Blood pH is variable due to the
27
influences of respiratory alkalosis and metabolic acidosis .
Identifying evidence of pulmonary arterial hypertension with echocardiography may
help to support a diagnosis of PTE37. Poor right ventricular contraction, paradoxical septal
motion, pulmonary artery dilatation and high-velocity tricuspid and pulmonary regurgitant jets
may be found. In the absence of pulmonic stenosis, pulmonary hypertension may be indicated
by increased right heart pressures (calculated by utilising the regurgitant jets’ velocity) 37.
All of the above tests may prove non-specific for PTE, but may serve as an excluding
mechanism of other disease processes27,28,36.
D-dimer is a laboratory marker of coagulation, which can be used in the detection of
early embolism in humans and small animals37. This test is very sensitive (false negatives are
uncommon) but lacks specificity, as its concentration may be high in dogs with hepatic disease
as well as in dogs with haemabdomen or even neoplastic disease. If a D-dimer assay is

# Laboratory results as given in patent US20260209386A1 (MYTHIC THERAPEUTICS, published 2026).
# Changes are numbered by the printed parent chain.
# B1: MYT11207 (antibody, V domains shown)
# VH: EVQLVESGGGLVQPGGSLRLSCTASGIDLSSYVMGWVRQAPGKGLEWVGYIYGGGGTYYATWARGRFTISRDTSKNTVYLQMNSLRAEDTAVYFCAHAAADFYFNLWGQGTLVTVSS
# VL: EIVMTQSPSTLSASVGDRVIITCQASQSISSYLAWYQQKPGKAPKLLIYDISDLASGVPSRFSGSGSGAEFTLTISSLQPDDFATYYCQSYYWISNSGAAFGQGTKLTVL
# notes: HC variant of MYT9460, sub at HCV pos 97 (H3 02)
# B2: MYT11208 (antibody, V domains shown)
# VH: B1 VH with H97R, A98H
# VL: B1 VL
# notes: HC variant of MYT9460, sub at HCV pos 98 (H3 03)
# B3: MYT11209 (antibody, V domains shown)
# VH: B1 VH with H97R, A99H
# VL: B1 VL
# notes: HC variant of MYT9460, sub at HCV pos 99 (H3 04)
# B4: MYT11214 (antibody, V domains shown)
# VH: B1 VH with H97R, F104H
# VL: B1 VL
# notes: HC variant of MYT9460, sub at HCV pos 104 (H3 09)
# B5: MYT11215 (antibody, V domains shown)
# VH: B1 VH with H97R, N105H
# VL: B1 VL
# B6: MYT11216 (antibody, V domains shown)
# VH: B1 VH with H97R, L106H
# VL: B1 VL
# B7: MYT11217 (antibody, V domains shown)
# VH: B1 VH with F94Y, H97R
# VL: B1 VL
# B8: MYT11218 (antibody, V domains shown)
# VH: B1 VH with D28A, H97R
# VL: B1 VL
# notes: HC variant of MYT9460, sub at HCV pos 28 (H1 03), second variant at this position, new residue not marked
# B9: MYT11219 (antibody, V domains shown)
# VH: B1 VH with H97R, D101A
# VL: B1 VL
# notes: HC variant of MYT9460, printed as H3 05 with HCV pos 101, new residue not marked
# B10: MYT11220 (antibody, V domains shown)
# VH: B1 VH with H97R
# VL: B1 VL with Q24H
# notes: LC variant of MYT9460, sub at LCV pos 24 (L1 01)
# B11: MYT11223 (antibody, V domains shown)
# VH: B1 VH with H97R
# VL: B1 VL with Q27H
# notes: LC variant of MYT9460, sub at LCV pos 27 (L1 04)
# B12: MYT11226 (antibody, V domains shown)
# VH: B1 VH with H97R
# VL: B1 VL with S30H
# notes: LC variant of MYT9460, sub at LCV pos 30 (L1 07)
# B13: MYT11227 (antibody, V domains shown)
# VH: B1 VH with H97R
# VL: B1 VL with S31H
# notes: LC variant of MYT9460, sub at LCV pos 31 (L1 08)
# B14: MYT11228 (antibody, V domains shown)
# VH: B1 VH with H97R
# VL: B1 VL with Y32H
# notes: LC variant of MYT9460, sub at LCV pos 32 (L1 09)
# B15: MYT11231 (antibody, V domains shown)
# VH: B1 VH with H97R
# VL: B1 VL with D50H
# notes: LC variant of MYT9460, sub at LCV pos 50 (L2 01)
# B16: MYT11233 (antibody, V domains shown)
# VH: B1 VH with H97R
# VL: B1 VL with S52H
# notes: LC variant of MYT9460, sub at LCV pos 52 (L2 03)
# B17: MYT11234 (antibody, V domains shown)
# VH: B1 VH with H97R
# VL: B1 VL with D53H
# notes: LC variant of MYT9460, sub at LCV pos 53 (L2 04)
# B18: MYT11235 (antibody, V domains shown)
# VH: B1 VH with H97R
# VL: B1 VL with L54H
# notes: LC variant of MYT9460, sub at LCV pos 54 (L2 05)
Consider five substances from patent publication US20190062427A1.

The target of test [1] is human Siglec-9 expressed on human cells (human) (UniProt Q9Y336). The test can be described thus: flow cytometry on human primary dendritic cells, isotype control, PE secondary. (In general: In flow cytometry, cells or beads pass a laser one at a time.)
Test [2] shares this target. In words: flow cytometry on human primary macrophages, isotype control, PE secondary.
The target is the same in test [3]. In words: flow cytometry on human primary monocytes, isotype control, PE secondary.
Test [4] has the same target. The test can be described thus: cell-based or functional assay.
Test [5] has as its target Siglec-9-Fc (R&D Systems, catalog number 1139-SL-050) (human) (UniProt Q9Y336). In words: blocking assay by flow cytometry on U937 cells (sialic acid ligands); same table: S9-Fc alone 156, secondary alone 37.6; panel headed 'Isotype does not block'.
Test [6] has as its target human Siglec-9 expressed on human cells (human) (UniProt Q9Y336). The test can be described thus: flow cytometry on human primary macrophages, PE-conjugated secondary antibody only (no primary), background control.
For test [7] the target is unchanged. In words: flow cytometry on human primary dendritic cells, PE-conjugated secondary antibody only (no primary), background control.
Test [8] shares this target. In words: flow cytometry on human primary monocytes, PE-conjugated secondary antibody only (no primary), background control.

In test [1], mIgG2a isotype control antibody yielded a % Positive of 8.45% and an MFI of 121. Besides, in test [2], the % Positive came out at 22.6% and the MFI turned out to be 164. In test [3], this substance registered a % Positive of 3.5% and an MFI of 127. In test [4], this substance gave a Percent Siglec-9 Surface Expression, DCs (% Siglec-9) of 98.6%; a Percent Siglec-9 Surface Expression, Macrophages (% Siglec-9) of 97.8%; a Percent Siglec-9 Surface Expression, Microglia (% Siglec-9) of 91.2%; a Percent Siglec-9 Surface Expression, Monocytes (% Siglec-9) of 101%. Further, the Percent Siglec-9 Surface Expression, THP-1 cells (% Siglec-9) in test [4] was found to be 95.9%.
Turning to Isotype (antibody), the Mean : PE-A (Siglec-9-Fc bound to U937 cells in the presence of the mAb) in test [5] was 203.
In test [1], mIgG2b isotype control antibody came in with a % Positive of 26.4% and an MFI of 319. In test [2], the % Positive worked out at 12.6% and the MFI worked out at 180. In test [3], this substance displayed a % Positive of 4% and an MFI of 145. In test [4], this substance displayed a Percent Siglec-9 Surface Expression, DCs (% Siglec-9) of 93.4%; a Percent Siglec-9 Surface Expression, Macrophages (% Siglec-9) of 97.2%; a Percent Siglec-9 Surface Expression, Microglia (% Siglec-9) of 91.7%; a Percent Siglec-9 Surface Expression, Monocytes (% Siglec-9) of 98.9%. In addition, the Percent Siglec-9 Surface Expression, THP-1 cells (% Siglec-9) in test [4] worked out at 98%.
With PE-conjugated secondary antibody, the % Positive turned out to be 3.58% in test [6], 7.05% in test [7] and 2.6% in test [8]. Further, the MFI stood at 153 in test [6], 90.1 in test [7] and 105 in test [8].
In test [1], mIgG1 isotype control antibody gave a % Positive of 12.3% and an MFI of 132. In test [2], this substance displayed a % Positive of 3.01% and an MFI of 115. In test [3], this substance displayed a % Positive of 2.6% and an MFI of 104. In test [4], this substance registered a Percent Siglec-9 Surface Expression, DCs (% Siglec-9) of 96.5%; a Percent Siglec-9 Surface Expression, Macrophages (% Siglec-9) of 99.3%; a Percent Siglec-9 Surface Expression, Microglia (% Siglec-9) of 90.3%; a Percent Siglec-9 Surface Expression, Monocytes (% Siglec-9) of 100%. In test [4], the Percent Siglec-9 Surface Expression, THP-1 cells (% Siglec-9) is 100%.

negative however, it essentially rules out thromboembolism37.
Spiral (high resolution) computed tomography (CT) is currently widely used in human
medicine for the diagnosis of PTE38. This method is still not widely employed in veterinary
medicine due to higher cost, lack of availability of equipment and experience as well as other
logistical difficulties.
Diagnosis of PTE using magnetic resonance imaging (MRI) seems possible39,40,
however is not yet a reliable diagnostic technique in patients with relatively high false-positive
rates obtained15 and due to the higher cost and unavailability of equipment in the veterinary
setting.
When pulmonary scintigraphic findings are inconclusive or the necessary scanning
equipment is not available, pulmonary angiography is performed for definitive diagnosis. It is